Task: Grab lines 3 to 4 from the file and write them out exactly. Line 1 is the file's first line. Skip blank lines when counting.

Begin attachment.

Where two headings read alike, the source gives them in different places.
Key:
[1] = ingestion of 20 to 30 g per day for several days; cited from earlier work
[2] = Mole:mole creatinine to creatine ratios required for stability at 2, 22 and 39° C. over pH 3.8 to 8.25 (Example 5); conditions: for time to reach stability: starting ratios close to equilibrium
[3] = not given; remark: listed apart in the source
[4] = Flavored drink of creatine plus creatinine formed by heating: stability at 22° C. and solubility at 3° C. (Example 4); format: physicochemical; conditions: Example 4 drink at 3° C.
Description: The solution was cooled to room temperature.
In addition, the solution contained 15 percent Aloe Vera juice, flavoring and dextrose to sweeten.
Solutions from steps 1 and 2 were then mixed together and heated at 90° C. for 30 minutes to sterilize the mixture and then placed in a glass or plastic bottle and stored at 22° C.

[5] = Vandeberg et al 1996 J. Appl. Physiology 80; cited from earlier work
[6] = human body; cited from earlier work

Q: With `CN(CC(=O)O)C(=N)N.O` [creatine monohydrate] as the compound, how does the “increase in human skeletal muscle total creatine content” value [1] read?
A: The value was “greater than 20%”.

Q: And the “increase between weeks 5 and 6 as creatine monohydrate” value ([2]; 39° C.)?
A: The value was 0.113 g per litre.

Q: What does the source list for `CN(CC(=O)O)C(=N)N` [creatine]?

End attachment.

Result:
[1] = ingestion of 20 to 30 g per day for several days; cited from earlier work
[2] = Mole:mole creatinine to creatine ratios required for stability at 2, 22 and 39° C. over pH 3.8 to 8.25 (Example 5); conditions: for time to reach stability: starting ratios close to equilibrium